Goulash & Saffron Spätzle
This isn’t exactly a “rev up for summer” sorta dish, but when you live in Northern Europe you just gotta have a warm comforting recipe in your back pocket for those (un)expected cold rainy days. And this week is no exception. Goulash is just the type of dish that wards off the chills and fills the tummy.
For those of you wondering, spätzle is a very rustic style egg noodle that shares the same culinary features of a dumpling. In some European countries spätzle is served on its own or alongside a bowl of goulash. For you North Americans, that big bowl of hamburger, tomato, and macaroni also called goulash, has its origins from goulash and spätzle.
- 3 tbsp olive oil
- 1 lb. chuck or stewing beef, cubed
- 2 onions, chopped
- 3 stalks celery, diced
- 2 red peppers, chopped
- 4 medium size tomatoes, chopped
- 2 large carrots, cubed
- 2 large potatoes, cubed
- 2 tbsp sweet paprika
- 2 tsp salt
- 2 tsp caraway seed
- 1 tsp thyme
- 2 bay leaves
- Black pepper, to season
- ½ liter beef stock
- 2 tbsp balsamic vinegar
- Handful of fresh chopped parsley
1. In a large pot over medium high heat, add the oil and beef and cook until browned. Then add the onions and celery and cook until the onions become translucent. Next, stir in the paprika, salt, caraway seeds, thyme and black pepper.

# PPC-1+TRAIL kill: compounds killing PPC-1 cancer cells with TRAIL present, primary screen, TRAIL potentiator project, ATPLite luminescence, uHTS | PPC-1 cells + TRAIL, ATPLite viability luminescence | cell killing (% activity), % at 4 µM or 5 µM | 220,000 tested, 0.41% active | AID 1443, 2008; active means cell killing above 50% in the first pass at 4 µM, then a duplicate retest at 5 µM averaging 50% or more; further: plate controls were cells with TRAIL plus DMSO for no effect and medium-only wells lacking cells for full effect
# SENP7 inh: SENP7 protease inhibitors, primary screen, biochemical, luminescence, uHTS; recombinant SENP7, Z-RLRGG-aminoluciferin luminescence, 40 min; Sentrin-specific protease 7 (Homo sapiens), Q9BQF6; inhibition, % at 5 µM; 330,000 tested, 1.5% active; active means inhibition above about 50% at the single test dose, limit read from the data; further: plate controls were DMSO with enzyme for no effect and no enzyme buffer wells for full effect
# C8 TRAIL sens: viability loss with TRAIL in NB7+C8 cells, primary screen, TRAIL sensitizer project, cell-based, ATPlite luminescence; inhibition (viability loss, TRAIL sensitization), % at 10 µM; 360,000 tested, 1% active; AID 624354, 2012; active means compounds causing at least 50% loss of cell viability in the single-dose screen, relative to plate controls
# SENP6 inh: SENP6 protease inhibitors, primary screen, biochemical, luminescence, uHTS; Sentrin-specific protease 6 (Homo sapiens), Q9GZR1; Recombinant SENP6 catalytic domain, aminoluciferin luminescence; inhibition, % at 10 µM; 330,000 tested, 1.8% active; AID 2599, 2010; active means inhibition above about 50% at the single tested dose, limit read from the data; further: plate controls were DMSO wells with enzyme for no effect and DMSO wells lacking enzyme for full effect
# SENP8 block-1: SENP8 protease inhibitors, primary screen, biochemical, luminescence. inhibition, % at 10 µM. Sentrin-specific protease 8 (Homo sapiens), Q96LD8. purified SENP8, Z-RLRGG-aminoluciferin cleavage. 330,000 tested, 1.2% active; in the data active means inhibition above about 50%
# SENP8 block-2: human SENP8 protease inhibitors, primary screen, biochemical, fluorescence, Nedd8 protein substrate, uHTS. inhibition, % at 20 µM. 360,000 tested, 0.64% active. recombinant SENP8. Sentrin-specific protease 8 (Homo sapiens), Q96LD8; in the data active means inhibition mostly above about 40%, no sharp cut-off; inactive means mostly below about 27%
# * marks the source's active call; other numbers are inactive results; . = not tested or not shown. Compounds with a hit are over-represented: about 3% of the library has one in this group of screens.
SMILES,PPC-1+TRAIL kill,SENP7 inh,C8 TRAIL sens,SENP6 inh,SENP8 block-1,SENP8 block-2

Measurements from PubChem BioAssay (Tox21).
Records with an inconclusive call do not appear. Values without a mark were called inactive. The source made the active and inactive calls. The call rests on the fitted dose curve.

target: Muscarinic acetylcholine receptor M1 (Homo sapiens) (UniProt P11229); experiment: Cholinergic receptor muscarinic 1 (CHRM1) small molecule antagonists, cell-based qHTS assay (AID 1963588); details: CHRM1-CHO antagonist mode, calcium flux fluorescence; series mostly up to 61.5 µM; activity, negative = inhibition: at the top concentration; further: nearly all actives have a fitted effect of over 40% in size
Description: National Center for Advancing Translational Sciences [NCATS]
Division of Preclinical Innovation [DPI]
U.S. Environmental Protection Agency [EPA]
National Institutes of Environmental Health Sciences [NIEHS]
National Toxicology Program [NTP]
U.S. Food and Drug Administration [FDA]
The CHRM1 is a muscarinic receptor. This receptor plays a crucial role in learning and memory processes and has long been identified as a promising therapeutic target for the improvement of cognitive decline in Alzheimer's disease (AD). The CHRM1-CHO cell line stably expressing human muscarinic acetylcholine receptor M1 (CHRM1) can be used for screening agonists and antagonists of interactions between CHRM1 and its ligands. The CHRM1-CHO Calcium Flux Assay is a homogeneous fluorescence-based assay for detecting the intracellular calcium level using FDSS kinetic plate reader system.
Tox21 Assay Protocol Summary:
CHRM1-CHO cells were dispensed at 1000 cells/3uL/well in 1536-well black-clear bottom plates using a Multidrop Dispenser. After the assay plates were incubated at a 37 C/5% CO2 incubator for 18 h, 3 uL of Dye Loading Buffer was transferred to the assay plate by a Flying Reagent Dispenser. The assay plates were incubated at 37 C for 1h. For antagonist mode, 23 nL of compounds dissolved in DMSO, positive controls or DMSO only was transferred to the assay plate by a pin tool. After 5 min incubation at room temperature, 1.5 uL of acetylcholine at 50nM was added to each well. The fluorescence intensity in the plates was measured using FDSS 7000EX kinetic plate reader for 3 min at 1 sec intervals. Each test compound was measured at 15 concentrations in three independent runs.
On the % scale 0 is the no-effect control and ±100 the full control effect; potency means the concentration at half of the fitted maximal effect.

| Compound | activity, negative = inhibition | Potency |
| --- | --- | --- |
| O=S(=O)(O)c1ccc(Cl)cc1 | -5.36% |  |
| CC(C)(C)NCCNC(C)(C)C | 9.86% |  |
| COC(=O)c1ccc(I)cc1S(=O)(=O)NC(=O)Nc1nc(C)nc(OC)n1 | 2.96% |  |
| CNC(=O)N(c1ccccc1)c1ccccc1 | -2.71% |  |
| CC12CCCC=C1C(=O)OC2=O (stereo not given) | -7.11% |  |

2. Add the red pepper and tomatoes and cook for 4-5 minutes. Add the beef stock and bay leaves. Reduce heat and simmer covered for 2 hours.
3. After 2 hours, add the potatoes and carrots and continue simmering, uncovered, for another hour.
4. Stir to break up the potato slightly. This will thicken the goulash. Add the balsamic vinegar and parsley. Wait 15-20 minutes before serving. Add more salt if desired.
Note: This batch of spätzle can easily be halved.
- 2 cups flour
- 1 cup whole milk
- 4 whole eggs
- 1 tsp baking soda
- Pinch of saffron
- 1 tbsp olive oil
- 2-3 tbsp butter
- 8 slices bacon
- Chopped parsley to garnish
1. In a small saucepan over high heat, combine the milk and saffron and warm up to a boil. Remove from heat to cool slightly.
2. In a bowl, combine the flour and baking soda. Make a well in the flour and add the eggs, stir just to beat them lightly. Pour in the warm milk and whisk the ingredients into a thick batter.
3. Have a large pot of salty boiling water ready. Using either a colander or potato ricer, pour the batter in so that it runs through the holes and into the boiling water. As soon as the spätzle floats, remove it and dunk it into a bowl of icy cold water. Drain the spätzle and let it dry.
4. In a hot frying pan, heat the oil and add half the spätzle, continuously stirring. Add half the bacon, butter and parsley and toss to coat. Season with salt and pepper. The entire frying process should take 3-5 minutes. Repeat for second half. Serve hot.